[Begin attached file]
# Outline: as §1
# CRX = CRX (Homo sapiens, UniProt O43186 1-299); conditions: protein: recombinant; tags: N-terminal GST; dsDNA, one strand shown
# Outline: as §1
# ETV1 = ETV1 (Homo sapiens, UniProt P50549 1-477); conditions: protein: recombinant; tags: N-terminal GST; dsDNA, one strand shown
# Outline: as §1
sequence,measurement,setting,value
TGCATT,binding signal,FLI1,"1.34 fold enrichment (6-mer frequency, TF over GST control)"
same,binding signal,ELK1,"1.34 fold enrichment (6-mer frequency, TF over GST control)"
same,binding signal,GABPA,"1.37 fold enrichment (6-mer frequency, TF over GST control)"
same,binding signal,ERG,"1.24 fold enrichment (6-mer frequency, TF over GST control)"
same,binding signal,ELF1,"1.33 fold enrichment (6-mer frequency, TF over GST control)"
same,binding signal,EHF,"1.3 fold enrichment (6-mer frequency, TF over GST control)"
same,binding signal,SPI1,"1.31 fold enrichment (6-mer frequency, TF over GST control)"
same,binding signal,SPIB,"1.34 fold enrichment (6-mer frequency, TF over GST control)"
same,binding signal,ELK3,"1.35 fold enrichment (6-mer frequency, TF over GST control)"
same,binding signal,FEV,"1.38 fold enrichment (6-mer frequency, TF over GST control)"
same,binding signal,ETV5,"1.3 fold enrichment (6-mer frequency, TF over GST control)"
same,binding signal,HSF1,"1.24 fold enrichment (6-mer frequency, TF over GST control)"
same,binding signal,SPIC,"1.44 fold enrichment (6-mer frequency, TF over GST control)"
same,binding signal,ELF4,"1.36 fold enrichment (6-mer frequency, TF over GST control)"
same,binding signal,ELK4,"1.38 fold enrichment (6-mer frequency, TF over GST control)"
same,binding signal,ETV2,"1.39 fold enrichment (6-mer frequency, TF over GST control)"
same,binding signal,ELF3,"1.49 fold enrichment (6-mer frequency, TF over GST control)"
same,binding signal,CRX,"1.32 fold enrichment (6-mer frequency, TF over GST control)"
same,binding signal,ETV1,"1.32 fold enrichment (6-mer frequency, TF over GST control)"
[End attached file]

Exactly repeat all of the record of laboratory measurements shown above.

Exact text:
# Outline: as §1
# CRX = CRX (Homo sapiens, UniProt O43186 1-299); conditions: protein: recombinant; tags: N-terminal GST; dsDNA, one strand shown
# Outline: as §1
# ETV1 = ETV1 (Homo sapiens, UniProt P50549 1-477); conditions: protein: recombinant; tags: N-terminal GST; dsDNA, one strand shown
# Outline: as §1
sequence,measurement,setting,value
TGCATT,binding signal,FLI1,"1.34 fold enrichment (6-mer frequency, TF over GST control)"
same,binding signal,ELK1,"1.34 fold enrichment (6-mer frequency, TF over GST control)"
same,binding signal,GABPA,"1.37 fold enrichment (6-mer frequency, TF over GST control)"
same,binding signal,ERG,"1.24 fold enrichment (6-mer frequency, TF over GST control)"
same,binding signal,ELF1,"1.33 fold enrichment (6-mer frequency, TF over GST control)"
same,binding signal,EHF,"1.3 fold enrichment (6-mer frequency, TF over GST control)"
same,binding signal,SPI1,"1.31 fold enrichment (6-mer frequency, TF over GST control)"
same,binding signal,SPIB,"1.34 fold enrichment (6-mer frequency, TF over GST control)"
same,binding signal,ELK3,"1.35 fold enrichment (6-mer frequency, TF over GST control)"
same,binding signal,FEV,"1.38 fold enrichment (6-mer frequency, TF over GST control)"
same,binding signal,ETV5,"1.3 fold enrichment (6-mer frequency, TF over GST control)"
same,binding signal,HSF1,"1.24 fold enrichment (6-mer frequency, TF over GST control)"
same,binding signal,SPIC,"1.44 fold enrichment (6-mer frequency, TF over GST control)"
same,binding signal,ELF4,"1.36 fold enrichment (6-mer frequency, TF over GST control)"
same,binding signal,ELK4,"1.38 fold enrichment (6-mer frequency, TF over GST control)"
same,binding signal,ETV2,"1.39 fold enrichment (6-mer frequency, TF over GST control)"
same,binding signal,ELF3,"1.49 fold enrichment (6-mer frequency, TF over GST control)"
same,binding signal,CRX,"1.32 fold enrichment (6-mer frequency, TF over GST control)"
same,binding signal,ETV1,"1.32 fold enrichment (6-mer frequency, TF over GST control)"